One final example of a hybrid author is an author who has self-published an eBook first. She then sells the print rights for that book to a traditional publisher while retaining the electronic rights.

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Publishing a Memoir: “I Wanted It So Much It Hurt” by Ingrid Ricks, author of HIPPIE BOY

Posted by March 21st, 2014

HIPPIE BOYI’d dreamed of writing and publishing a memoir for years. I wanted it so much it hurt. But though I dabbled on the manuscript, titled HIPPIE BOY, from time to time, I was full of excuses for why I couldn’t devote the necessary time to it. I told myself it wasn’t the responsible thing to do—not when my marketing business was so much more certain and lucrative, and when I had two young daughters to care for.

Then, in early 2004, I walked into an eye doctor’s office for the first time in my life expecting to walk out with a cute pair of red cat-eye frames—only to learn I suffered from Retinitis Pigmentosa, a rare degenerative eye disease that had already stole my night vision, was eating away at my peripheral vision, and would likely leave me completely blind.

In the terrifying, soul-searching weeks that followed, I suddenly began to understand the importance of embracing the present. As I pondered a future without eyesight, it occurred me to that no one is immune to death or disease, that all any of us has for certain is now, and that I’d better make NOW count.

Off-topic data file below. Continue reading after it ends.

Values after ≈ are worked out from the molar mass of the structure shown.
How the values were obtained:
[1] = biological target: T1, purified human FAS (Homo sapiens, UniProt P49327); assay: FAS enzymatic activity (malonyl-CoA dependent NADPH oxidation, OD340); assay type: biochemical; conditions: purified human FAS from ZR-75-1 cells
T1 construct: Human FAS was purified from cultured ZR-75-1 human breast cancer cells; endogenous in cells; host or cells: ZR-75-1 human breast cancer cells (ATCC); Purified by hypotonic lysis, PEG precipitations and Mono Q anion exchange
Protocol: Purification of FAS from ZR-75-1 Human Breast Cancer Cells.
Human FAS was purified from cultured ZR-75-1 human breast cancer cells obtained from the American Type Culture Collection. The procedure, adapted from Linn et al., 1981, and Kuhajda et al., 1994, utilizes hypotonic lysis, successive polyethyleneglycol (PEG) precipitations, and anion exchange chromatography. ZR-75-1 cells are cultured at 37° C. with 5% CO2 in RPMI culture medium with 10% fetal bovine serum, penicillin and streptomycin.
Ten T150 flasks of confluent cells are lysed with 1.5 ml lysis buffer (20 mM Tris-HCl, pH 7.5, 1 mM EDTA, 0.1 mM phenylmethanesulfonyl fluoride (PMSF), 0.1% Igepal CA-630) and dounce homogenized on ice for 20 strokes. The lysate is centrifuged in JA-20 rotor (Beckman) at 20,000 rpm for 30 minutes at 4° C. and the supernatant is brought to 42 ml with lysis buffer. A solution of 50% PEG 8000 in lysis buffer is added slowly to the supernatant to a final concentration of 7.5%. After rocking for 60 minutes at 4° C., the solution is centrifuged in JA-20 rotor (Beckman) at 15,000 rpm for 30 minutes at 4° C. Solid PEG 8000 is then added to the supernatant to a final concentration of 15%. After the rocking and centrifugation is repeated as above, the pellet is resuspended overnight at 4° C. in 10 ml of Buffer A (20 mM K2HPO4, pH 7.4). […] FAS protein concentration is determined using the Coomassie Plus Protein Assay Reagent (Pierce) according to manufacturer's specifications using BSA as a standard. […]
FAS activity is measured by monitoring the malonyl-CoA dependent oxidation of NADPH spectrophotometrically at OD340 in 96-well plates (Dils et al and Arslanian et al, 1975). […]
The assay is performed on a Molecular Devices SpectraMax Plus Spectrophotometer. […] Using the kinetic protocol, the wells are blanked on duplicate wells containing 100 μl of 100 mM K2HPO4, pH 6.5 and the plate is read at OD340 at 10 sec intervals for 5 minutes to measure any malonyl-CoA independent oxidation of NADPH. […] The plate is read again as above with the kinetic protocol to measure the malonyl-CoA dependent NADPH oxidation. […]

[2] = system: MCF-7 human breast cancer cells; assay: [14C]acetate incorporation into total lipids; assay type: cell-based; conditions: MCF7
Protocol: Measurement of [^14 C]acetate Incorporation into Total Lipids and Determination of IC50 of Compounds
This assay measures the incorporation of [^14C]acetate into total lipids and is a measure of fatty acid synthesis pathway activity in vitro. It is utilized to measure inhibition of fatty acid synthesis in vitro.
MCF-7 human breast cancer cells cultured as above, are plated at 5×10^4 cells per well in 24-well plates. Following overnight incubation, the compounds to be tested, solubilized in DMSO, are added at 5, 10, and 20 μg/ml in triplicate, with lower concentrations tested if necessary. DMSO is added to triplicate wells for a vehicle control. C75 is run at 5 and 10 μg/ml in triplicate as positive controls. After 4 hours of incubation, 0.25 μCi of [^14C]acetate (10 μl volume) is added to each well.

It was the jolt I needed to start enrolling in creative writing classes and get involved with critique groups. But I still struggled to step back from the marketing business that was consuming my time. It took my daughters, the ones I was trying to be responsible for, to give me the final push I needed.

One evening in late November 2009, the two of them were goofing around and decided to do a parody of me as an old woman. They hunched over and pretended to be walking with a cane. Then, in the most decrepit, ancient voices they could muster, they both yelled in unison, “My book, my book, I have to finish my book.” Continue reading

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Literary Author-Editor Collaboration: Riverhead’s Manuel Gonzales and Megan Lynch

Posted by February 27th, 2014